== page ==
You’ve likely seen the story already:
A California businessman chartered a fishing boat in July, loaded it with 100 tons of iron dust and cruised through Pacific waters off western Canada, spewing his cargo into the sea in an ecological experiment that has outraged scientists and government officials.
Just *scientists and government officials*? In reality, all of us should be outraged, including you. Over the years, I’ve written quite a bit about the prospect of iron fertilization–a geoengineering strategy that involves dumping large amounts of iron into the ocean. Back in 2008, I described how a for-profit company called “Planktos”canceled its field tests due to a lack of funds–blaming a “highly effective disinformation campaign.”
Now the 62 year old so-called “chief executive” of that company, Russ George, has taken it upon himself to experiment with planet Earth. That’s not okay. Further, it’s not legal. You can read about his egregious and irresponsible behavior at the NYTimes, but I’d like to provide a bit more background on iron fertilization for readers.
The idea is relatively simple: In certain regions of the ocean, a lack of iron limits the growth of phytoplankton. When dust containing iron settles onto these regions, plankton blooms occur which take up CO2 from the atmosphere. When the algae die, the carbon sinks, and can be stored for varying amounts of time.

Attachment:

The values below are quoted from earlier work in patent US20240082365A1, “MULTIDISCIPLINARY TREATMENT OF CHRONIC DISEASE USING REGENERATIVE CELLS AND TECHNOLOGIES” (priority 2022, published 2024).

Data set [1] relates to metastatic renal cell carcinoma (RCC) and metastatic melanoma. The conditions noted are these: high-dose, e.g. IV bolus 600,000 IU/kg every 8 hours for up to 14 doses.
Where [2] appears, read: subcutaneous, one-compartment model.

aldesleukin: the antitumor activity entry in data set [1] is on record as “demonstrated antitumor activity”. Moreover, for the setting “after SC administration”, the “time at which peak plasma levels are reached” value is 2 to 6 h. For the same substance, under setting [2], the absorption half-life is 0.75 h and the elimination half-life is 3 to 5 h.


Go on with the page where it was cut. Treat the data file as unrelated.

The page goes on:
For-profit investors hope to earn carbon credits through this kind of carbon-offset scheme. But the truth is, iron fertilization cannot be viewed as a simple input and output equation and therefore it’s difficult to quantify what to expect. The great deal of uncertainty makes policy governing these kind of large-scale geoengineering projects critical before any action is taken for profit. This is because the implications of altering our climate and oceans have the potential to impact everyone.
Here’s what you need to know:
* Location, season, temperature, water chemistry, species composition, and so on – factors that are already independently in flux – may significantly impact the phytoplankton response.
* We do not know much about the ability to manipulate ecosystems.
* Effectiveness will depend on the the environmental consequences of the process and the final fate of carbon in the system.
* Results observed in studies so far may not apply to areas where future iron fertilization would take place. In fact, some areas that have not been tested may be more promising for iron fertilization.
* In the short-term, iron fertilization typically leads to phytoplankton blooms, but the long-term effects are mostly unknown.
* Science has a great deal to learn about creating the right market to facilitate offset efforts. The scientific community has yet to reach a consensus on biophysical and social impacts of the process.